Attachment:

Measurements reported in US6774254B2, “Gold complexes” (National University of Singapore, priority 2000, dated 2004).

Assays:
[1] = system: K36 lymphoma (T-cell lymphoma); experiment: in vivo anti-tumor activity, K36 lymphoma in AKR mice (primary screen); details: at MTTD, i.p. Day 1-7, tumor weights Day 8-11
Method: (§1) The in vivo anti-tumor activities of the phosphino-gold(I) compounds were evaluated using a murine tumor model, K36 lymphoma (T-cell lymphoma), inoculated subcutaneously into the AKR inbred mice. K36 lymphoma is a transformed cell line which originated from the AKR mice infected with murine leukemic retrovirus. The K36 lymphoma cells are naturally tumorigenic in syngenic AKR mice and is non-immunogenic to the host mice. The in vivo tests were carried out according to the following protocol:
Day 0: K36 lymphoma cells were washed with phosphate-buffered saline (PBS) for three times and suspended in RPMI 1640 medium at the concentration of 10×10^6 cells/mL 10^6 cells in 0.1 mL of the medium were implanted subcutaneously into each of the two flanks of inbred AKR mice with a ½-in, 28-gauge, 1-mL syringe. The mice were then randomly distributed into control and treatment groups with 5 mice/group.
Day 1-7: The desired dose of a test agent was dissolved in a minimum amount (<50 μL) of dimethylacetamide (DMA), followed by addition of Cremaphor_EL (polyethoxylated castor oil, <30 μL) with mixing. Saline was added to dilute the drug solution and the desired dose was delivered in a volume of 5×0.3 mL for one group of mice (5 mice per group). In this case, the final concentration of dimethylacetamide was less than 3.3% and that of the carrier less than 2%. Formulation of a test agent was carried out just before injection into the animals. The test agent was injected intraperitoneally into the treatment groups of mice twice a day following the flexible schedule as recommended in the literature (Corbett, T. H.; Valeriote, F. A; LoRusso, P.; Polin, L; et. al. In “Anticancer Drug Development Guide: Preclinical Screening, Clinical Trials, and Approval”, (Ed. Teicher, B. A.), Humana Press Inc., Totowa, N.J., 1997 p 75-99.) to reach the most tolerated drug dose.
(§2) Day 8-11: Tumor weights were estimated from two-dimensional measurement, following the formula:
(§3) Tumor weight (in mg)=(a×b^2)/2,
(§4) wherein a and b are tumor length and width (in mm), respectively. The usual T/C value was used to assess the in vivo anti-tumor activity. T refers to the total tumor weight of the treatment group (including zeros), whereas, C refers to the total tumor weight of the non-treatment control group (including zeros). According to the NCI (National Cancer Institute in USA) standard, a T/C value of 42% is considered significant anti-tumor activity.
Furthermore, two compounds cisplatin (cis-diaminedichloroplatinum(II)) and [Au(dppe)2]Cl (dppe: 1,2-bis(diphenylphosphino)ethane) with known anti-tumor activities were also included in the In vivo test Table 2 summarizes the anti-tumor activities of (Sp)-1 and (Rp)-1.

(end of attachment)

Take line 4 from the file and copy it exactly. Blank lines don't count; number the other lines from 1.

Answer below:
Method: (§1) The in vivo anti-tumor activities of the phosphino-gold(I) compounds were evaluated using a murine tumor model, K36 lymphoma (T-cell lymphoma), inoculated subcutaneously into the AKR inbred mice. K36 lymphoma is a transformed cell line which originated from the AKR mice infected with murine leukemic retrovirus. The K36 lymphoma cells are naturally tumorigenic in syngenic AKR mice and is non-immunogenic to the host mice. The in vivo tests were carried out according to the following protocol: